The View From the Other Side of the Fence

    
Bailey & me
Here we are on the other side of the fence at the Super Pet Adoption weekend sponsored by Best Friends, the biggest no-kill animal shelter in the country. Over 40 groups showcased their adoptable dogs and cats at the Westchester County Center in White Plains, NY.  RBARI, the shelter where I have been volunteering for the past 8 months, was well represented with a dozen dogs including Bailey, a 10 year-old Husky mix still waiting for her forever home.
 

Last year’s event drew 10,000 people so the organization of it had to be, and was, extraordinary. A legion of Best Friends volunteers had the convention center ready for our arrival early Saturday morning. Tables for the shelter folks had been set up around the perimeter of the room and rows upon rows of temporary kennels were built in the middle, each filled with a soft layer of pine shavings which made the room full of hundreds of animals smell more like a forest than a dog kennel. The Best Friends volunteers were outfitted in bright orange t-shirts so they were easy to spot if you needed help, but there was never a time when we had to ask–they anticipated and filled every need. Whenever I took Bailey outside for an occasional walk in the grass, we returned to a gleaming bucket of fresh, cold water and a fluffed kennel, sort of like having your napkin refolded at your table when you return from the dance floor at a wedding reception.

The volunteers swept floors, picked up dog poop, assisted with confused dogs (and people), opened gates, gave directions and helped with the dogs if an agency was short-staffed. They even had a system for the inevitable runaway, which I witnessed first-hand when a handler from a shelter across the aisle from us did not latch the door to her kennel. Four little dogs poured out and raced down the aisle toward the exit. A Best Friends volunteer stepped up, scooped up one of the runaways, blew a whistle and magic! Ten thousand orange-shirted men and women descended, gathered the rest and returned them to their mortified handler. (So glad it wasn’t me).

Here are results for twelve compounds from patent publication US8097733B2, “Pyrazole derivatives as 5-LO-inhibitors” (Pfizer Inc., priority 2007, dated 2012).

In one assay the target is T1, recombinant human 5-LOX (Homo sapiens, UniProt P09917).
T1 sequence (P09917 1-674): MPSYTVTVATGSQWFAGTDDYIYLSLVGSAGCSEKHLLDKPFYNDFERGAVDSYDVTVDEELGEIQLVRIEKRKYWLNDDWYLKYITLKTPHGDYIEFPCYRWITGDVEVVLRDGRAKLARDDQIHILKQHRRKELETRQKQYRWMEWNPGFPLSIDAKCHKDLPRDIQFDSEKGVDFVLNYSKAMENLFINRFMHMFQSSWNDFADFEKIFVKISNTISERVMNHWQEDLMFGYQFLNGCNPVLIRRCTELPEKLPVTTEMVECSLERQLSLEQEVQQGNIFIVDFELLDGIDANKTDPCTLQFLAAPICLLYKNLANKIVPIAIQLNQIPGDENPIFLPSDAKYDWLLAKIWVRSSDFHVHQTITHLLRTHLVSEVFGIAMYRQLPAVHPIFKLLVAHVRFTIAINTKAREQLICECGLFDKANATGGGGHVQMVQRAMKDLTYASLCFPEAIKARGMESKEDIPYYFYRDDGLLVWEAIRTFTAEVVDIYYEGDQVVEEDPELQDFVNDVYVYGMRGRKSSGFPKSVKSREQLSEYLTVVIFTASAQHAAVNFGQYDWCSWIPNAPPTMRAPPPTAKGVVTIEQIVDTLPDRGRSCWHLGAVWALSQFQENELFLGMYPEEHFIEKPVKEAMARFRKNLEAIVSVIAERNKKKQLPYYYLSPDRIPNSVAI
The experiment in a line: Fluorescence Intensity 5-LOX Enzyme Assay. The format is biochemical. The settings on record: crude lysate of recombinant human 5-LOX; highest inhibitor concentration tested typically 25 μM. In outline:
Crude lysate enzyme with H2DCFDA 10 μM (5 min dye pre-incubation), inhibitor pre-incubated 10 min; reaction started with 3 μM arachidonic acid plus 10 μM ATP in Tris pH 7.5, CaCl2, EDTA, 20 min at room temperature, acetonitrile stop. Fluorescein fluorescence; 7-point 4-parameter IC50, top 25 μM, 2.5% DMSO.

Some of the other RBARI dogs (two sleeping puppies on the upper left).
 Bailey waiting for her forever home.
“Ducky” an 8 year-old Basset Hound, recently rescued from 8 years in a puppy mill cage.
There was some mild interest in Bailey but once a potential adopter read her bio card and learned how old she is (10) they smiled and moved on. They have no way of knowing what a great dog she is. (I am secretly relieved). 
 
Both my husband and I would love to adopt Bailey. I have tried twice to fit her into our feline household and the answer is a resounding NO from both species. So. This will be a life lesson in loving…and letting go.

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This entry was posted in Best Friends Animal Sanctuary, dogs, pet adoption, RBARI. Bookmark the permalink.

4 Responses to The View From the Other Side of the Fence

  1. What a wonderful idea to have an event like this to find homes for these animals.

    I feel so sorry for Bailey she is such a great dog. I feel she and you are meant to be together and it's going to be so hard to place a dog her age I think you'll have more time with her. Maybe someday things will work out between the species in your household and she will be yours. The picture of her waiting in her cage is so sad I'm glad she has you.

  2. Kim says:

    Sounds like an amazing event, and a great experience. I think it takes someone special to adopt an older dog…I'll tell you, if I didn't already have a dog, I'd be down looking at Bailey or that poor, poor basset hound!

  3. I'm so glad you visit Bailey regularly, even if she can't move in with you.

  4. This is tough, loving Bailey and not being able to work out your intermingling of species. She clearly loves to be with you. It's great that you're doing the shelter volunteering. When I go to the shelters, I always wish I could bring all of them home with me. Best Friends is a great organization. I have a feeling that things will work out well for Bailey.

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